• There’s a new ad that’s driving me absolutely mad – “ooh, this is the new normal: they things are better but look how horribly awful unemployment and budget and deficit are” – well, yeah. If you persist in putting up obstacles you can’t then blame people for tripping.

  • Tricksterson

    Anyone who claims that waterboarding is not torture and want me to take them seriously should be willing to have it done to them.

    In answer to the second article:  he’ll betray them both.  That’s how he rolls.

  • The Des Moines Register endorsed Romney because the Congressional GOP are radical obstructionists. Their position was that getting something — anything — done was better than the status quo. Then they started dribbling out Republican talking points about how “uncertainty” is causing the recovery to lag and how business leaders will feel “confident” about CEO President Romney and start going back into full production and hiring. It was a bizarre read from a newspaper that’s normally better than that.

  • P J Evans

     I lived in one with a range and an under-counter fridge that had to be defrosted every month. I don’t mind buying a fridge – we have stores where you can buy new-but-dinged for a discount, and there’s always the used ones.

  • I hear this one in the UK a lot from what might be called the working poor.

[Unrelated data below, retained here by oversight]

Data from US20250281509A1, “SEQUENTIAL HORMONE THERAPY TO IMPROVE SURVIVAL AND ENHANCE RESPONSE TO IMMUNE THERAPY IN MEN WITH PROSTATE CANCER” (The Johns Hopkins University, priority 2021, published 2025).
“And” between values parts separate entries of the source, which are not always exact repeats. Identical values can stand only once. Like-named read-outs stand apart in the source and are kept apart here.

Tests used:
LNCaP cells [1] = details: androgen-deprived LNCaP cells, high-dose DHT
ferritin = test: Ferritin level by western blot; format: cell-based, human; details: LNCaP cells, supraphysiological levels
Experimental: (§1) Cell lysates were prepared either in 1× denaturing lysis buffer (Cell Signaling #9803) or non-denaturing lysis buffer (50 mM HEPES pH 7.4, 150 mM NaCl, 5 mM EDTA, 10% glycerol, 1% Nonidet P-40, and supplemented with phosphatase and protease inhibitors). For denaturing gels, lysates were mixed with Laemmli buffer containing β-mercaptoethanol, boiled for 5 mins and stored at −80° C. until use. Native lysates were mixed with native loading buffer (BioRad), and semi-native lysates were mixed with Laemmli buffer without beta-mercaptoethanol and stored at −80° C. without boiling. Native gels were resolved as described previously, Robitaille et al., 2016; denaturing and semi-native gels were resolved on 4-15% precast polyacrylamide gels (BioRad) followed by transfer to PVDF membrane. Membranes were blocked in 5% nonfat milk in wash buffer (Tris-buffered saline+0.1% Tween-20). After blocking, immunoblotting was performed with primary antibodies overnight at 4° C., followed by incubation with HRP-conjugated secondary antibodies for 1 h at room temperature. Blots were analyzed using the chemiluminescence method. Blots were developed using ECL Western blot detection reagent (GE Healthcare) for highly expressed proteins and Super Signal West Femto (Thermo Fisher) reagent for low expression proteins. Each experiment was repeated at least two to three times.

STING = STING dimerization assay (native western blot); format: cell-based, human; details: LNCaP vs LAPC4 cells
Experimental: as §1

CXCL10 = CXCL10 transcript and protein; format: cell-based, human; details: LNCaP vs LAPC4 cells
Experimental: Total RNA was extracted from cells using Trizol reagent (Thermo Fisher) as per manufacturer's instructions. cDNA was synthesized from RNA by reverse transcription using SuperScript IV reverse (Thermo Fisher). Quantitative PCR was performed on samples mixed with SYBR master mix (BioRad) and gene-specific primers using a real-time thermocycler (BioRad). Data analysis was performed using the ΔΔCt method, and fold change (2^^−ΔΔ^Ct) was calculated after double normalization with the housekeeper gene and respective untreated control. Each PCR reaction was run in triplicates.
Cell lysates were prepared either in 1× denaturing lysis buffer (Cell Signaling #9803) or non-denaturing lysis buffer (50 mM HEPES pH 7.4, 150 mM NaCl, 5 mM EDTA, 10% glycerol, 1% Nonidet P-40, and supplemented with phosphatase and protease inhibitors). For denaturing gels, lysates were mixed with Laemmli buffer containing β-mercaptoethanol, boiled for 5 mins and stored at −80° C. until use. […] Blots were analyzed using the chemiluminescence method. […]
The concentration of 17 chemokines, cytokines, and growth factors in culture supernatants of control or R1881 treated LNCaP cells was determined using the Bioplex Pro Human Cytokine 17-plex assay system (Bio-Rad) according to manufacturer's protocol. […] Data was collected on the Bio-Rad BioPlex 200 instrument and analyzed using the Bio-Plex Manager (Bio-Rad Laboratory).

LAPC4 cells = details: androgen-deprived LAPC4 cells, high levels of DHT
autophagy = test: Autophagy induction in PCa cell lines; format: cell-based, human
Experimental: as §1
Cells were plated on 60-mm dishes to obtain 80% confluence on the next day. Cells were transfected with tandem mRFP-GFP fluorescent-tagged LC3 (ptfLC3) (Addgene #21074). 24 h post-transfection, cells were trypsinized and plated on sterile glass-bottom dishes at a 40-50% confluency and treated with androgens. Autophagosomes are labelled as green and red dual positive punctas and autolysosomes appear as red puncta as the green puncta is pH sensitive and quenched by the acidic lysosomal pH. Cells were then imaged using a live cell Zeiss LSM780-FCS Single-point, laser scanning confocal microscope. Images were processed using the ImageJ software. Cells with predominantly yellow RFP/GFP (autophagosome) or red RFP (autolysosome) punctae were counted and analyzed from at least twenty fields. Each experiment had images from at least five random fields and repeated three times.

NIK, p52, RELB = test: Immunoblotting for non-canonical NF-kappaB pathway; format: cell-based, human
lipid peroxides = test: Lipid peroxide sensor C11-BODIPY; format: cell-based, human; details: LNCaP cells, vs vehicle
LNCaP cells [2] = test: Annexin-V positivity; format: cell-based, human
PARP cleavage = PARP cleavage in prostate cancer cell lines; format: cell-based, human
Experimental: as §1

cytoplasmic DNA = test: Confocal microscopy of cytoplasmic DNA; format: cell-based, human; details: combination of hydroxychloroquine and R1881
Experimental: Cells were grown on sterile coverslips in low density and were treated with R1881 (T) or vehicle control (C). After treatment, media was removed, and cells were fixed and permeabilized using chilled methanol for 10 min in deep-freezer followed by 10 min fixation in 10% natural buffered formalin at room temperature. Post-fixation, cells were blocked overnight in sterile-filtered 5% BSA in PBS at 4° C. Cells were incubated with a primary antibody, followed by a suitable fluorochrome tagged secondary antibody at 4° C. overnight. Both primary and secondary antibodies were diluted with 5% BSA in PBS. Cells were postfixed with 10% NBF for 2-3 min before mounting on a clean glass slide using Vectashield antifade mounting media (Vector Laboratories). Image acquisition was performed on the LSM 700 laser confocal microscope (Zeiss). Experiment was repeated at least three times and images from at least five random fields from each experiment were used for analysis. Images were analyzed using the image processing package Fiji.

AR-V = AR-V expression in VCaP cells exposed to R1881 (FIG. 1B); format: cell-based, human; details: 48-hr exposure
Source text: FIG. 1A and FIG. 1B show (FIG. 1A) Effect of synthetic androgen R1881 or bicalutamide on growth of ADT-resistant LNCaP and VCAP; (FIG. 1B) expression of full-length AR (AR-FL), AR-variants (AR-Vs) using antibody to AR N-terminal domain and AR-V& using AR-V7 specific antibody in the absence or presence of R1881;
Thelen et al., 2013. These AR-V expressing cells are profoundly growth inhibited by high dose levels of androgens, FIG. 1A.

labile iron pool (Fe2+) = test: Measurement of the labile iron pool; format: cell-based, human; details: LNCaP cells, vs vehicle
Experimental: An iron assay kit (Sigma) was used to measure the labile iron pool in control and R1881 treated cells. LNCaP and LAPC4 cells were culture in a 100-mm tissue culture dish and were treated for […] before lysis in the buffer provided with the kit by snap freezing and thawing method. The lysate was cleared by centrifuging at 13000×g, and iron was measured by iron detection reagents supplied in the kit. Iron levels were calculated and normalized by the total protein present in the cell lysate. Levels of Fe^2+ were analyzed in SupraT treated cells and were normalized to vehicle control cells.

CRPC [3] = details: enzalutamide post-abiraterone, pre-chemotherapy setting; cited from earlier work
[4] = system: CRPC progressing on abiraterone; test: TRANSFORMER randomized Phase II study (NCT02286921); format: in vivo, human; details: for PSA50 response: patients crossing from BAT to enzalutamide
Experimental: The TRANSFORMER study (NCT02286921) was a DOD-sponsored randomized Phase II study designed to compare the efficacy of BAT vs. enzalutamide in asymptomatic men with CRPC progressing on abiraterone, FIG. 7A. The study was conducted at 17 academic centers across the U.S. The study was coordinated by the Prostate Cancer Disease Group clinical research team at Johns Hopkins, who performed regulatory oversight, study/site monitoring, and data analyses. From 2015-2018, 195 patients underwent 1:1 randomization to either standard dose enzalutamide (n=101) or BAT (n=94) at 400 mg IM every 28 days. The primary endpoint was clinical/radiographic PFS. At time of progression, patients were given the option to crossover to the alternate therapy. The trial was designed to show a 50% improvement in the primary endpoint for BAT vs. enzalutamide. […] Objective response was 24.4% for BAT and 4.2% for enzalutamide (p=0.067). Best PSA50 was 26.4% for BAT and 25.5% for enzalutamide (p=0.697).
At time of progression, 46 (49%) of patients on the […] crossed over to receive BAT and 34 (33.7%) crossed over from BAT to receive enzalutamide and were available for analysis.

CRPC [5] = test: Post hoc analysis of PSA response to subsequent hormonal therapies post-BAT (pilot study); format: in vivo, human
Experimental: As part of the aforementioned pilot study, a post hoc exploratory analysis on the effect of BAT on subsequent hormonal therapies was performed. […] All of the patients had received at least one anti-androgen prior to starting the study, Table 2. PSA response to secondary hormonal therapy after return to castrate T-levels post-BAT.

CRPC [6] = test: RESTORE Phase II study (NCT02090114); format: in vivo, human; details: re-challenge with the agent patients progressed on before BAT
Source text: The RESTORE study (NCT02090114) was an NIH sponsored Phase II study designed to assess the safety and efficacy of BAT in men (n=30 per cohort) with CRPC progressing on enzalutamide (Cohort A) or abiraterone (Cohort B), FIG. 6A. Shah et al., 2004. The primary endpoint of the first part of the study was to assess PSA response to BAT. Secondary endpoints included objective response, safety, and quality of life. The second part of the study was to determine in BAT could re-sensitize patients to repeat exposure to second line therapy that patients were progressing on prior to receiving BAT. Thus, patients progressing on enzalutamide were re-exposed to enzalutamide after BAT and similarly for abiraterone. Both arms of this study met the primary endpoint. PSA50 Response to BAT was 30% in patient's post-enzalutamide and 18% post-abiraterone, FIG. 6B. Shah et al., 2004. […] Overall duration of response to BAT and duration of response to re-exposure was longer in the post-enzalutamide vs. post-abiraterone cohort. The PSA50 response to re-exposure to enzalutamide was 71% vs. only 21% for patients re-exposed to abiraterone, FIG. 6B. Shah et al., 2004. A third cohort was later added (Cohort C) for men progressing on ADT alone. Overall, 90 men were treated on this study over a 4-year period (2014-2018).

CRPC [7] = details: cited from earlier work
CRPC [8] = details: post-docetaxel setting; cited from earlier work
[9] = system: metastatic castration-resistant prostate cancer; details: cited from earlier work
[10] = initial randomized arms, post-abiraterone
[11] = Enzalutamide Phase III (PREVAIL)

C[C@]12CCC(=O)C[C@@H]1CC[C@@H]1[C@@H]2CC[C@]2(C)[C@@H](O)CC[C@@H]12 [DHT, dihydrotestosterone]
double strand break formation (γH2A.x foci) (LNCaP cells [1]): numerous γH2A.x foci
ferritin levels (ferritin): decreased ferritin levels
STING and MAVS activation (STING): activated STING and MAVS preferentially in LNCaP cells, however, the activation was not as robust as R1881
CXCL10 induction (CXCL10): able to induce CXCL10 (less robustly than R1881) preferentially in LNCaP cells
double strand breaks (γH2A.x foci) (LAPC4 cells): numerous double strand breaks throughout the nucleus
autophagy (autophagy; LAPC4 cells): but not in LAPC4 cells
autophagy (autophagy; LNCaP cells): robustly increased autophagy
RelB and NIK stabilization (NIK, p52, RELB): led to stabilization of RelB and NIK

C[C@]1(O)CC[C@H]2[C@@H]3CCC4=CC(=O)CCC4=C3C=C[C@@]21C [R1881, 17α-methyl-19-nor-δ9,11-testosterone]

“They’re on benefits how can they afford (random non-luxury item)? I can’t afford (random non-luxury item).”

    Me: They’re probably up to their ears in debt with Bright House.

    But no, they remain utterly convinced that this is a sign the people on benefits are better off than them and the government is coddling them. Me, I work now but I’ve been on benefits in the past and it’s not easy or good.

  • hidden_urchin

    Yeah, I had someone tell me to ” vote for life” the other day and responded that I already had.

    Voting in favor of the guy who brought us the ACA is voting for life, isn’t it?

  • The Bible has something in it about douchebags who purposely put stumbling blocks before the blind.

  • EllieMurasaki

    It’s not a stumbling block, it’s a limbo pole. They can get under it, so everyone else can too, right? And never mind that they’ve got it set to neck level for them and waist level for everyone else.

  • I do not understand the concept of apartments that don’t come with a stove and a fridge.